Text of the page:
Off Broadway Reviews
I, however, am not so willing to oblige. While there are a few funny lines to be found in Sealed for Freshness, all of them delivered by an earthy dynamo in the cast named J.J. Van Name, this is for the most part a mirthless affair destined to set the women's movement - to say nothing of the theatre - back about 40 years. That's no laughing matter.
The story, such as it is, concerns a quartet of late-thirtysomething women who are so unhappy with the way they are being preserved in their own lives, they might as well be encased in plastic themselves. Bonnie Kapica (Jennifer Dorr White) feels unloved and unappreciated by her husband Richard (Brian Dykstra), whose eye strays more frequently now than it once did. Jean Pawlicki (Nancy Hornback) married rich, but can't buy her husband's fidelity. Her sister, Sinclair (Van Name), is a bile-spewing baby machine about to dispense her fifth. Diane Whettlaufer (Patricia Dalen) is the regional Tupperware-selling superstar who's taken several years too long to recover from her husband's passing on. The problem of the group's fifth member, Tracy Ann McClain (Kate Vandevender), might be the worst of all - she's too gosh-darn young and pretty to be taken seriously.
Once they all converge on Bonnie's house for Diane's acclaimed Tupper-spiel, it's only a matter of time until the claws come out: No one is exactly who she appears to be, and the five women refuse to settle for anything less than the absolute truth from each other. This leads to the requisite bitch-slaps (physical and verbal, thank you), discussions of gender consciousness (something approaching conflict erupts between homebody Sinclair and businesswoman Diane), of course tears, and the inevitable bra burning that proves they can all at least agree men are oppressive scum.
But with the exception of Rob Odorisio's set, which makes expressive art of a 1968 clueless-kitsch living room, there's not a hint of elegance present in the show. Stone's writing and direction don't wallow in mud so much as shower in it, and his tastes toward the lowbrow and the scatological sabotage whatever he's trying to say about the feminine social mystique. (Van Name's inevitable birthing scene is handled with especially little taste.) In fact, given Dykstra's grating performance as the unthinkably loutish Richard, which seems strangely civilized given most of the Lady of the Flies antics that follow, Stone's message seems to be that women are every bit as bad as men. That most of the actresses give performances about as stiff and unyielding as their hairdos or wigs to contrast Dykstra's discomfiting worminess lends some credence to that idea.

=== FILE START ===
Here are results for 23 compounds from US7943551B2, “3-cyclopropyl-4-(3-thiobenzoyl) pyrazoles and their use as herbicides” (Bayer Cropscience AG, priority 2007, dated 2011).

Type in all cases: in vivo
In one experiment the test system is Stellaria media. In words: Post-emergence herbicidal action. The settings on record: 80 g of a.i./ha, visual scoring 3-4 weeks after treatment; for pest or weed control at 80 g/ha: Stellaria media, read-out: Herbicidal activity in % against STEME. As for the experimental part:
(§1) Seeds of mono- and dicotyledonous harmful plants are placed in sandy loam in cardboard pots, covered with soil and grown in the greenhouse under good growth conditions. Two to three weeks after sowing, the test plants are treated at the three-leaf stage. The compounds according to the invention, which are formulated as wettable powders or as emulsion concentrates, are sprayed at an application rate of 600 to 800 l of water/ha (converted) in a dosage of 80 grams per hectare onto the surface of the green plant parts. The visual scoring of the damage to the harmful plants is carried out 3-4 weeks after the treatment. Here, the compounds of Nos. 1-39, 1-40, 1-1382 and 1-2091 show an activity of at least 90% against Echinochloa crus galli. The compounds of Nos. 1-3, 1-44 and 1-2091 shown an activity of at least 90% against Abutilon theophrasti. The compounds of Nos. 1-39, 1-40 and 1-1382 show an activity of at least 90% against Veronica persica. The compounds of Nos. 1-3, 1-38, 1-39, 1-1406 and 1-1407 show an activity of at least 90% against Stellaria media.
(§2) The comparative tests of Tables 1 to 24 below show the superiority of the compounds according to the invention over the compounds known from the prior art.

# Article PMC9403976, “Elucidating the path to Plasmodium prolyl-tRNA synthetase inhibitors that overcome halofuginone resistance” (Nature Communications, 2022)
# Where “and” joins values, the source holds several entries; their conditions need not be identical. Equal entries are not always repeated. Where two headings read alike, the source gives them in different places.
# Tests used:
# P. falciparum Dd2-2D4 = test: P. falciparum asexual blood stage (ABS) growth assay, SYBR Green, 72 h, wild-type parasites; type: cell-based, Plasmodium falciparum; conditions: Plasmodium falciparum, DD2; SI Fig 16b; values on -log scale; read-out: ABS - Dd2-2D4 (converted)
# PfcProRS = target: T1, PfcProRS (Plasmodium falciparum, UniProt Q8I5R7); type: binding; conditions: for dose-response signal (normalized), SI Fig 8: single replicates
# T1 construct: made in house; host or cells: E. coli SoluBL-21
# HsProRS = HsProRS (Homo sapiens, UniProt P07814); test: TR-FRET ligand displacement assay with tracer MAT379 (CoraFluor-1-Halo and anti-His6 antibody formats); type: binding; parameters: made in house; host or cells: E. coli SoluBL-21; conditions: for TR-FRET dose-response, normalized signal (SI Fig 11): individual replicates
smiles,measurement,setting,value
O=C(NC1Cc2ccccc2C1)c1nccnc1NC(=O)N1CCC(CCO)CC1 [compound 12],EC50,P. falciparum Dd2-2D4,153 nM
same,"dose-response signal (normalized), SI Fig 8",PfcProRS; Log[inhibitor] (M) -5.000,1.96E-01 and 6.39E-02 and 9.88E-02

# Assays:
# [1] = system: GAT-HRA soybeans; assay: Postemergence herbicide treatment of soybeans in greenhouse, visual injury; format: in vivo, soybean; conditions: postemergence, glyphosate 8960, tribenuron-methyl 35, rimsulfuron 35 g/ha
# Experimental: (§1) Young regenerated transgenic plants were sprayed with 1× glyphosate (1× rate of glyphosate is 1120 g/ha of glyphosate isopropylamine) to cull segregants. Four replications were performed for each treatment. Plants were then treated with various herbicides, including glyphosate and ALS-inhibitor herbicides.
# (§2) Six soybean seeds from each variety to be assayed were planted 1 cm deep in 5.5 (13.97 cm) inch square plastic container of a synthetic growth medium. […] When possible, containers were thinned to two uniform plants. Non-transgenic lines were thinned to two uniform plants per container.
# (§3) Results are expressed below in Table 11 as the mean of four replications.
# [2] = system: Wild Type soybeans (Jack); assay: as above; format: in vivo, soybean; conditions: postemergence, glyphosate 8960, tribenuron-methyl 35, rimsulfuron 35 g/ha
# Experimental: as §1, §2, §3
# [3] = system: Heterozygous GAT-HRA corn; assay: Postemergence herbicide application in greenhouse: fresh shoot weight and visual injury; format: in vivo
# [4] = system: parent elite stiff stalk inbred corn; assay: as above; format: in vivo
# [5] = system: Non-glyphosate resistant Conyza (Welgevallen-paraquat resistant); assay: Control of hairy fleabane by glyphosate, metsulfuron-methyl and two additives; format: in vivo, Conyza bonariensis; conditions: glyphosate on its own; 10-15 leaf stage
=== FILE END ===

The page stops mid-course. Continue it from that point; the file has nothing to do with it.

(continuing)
The sole exception is Van Name, who breathes into Sinclair an energizing hatefulness suggesting Archie Bunker freebasing estrogen. She spits out with spicy relish Sinclair's every paint-peeling recrimination, savaging everything from her husband and her kids to the women and their husbands, and even herself. Yet the actress unleashes the loathing with such impeccable timing and honesty that despite the pedantic air that eventually seeps into her nonstop barbs, Van Name becomes both more real and less insulting than the caricatures of late-60s womanhood surrounding her.
In one chilling second-act twist, she even earns your pity. Sinclair might be a fire-breathing monster, but it's not until an accidental admission in one particularly torrid storm of anger that you see how deep her rage has truly bored. And without relaxing the vitriol, Van Name shifts her focus inward to reveal a breathing, bleeding person inside the Godzilla getup.
It's in that moment, and that moment alone, that Stone and Van Name have created something closer to theatre than a canceled sitcom. Before and after that point, though, you're almost continually reminded of why Tupperware was invented in the first place: to prevent staleness, freezer burn, and just plain spoilage. There's far too much of all that throughout the rest of Sealed for Freshness.
Sealed for Freshness